This recently published patent application covers the use of oxytocin to treat sleep apnea, that condition in which a person's snoring is so bad that breathing stops completely for anywhere from a couple seconds to half a minute.
The inventor, Dr. Jeffrey D. Gould, is head of Neurology and Sleep Medicine, P.C. in Bethlehem, Penn.
For an official diagnosis of obstructive sleep apnea (OSA), pauses in breathing must last at least 10 seconds and happen at least five times per hour.
OSA is linked with increased risks of stroke, myocardial infarction, uncontrollable hypertension and obesity. There's some evidence that it's linked with an increased risk of Alzheimer's disease. And it can make a person dangerously sleepy, or, at best, unproductive.
According to Dr. Gould's application, this disorder affects 4 percent of men and 2 percent of women. Common treatments include removing some of the low-hanging tissue at the back of the throat or providing a mask that increases air pressure. But these don’t always work. Over-the-counter remedies include inhalers, antihistamines and those funny little pieces of tape that are supposed to hold the nostrils wider apart.
According to his patent application,
Muscles in the throat are two types, skeletal and smooth. … Skeletal muscle is under direct mental control allowing for functions such a phonation and voluntary swallowing. REM sleep is an example of complete atonia of the skeletal muscle. Smooth muscle also has a tone reduction in sleep which worsens in REM sleep. Of note is that this stage of sleep is typically when OSA is at its worst. If muscarinic receptors can be stimulated on smooth muscle receptors in the throat during sleep, the muscles would remain contracted. These contracted muscles would keep the airway forced open, remediating apnea, which is caused by recurrent throat closure.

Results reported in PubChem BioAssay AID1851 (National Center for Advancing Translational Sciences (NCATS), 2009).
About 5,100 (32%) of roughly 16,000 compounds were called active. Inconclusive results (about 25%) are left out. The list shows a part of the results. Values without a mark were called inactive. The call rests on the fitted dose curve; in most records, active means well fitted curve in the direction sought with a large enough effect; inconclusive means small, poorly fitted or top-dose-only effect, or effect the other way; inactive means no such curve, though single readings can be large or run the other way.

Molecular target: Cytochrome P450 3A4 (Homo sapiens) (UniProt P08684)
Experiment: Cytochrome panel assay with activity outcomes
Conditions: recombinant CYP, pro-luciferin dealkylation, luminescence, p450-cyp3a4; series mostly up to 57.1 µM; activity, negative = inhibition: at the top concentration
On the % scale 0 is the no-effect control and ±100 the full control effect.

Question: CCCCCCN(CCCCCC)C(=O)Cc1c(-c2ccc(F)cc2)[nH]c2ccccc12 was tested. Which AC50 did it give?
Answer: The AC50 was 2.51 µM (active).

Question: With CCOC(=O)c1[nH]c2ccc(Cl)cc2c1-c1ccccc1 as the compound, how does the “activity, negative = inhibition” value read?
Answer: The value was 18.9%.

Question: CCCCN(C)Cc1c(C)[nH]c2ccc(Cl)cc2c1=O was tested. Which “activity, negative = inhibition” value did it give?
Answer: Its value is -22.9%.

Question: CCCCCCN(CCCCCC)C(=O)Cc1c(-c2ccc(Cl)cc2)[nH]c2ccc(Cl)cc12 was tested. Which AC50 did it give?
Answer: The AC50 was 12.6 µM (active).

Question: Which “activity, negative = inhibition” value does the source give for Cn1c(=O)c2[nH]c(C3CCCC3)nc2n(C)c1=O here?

Oxytocin is known to interact with the smooth muscle of the uterus. Specifically, it binds to muscarinic receptors which produce contraction of uterine muscle. The muscarinic smooth muscle receptors of the uterus are the same as in other body organs including the throat.
Therefore, oxytocin might keep the throat from relaxing quite so much, which in turn would keep those floppy places from flopping so low they cut off all the air.
Gould's best dose and delivery method for treating an adult with OSA is 10 units (for a 70 kg. person) intramuscularly at the time of sleep. However, few people would be willing to give themselves a nice little injection at bedtime. The injection doesn’t have to be in the throat ... but still.
He's found that suppositories, nasal sprays and tablets work if they're in extended release form with a delivery rate of 10 units delivered over a seven-hour period.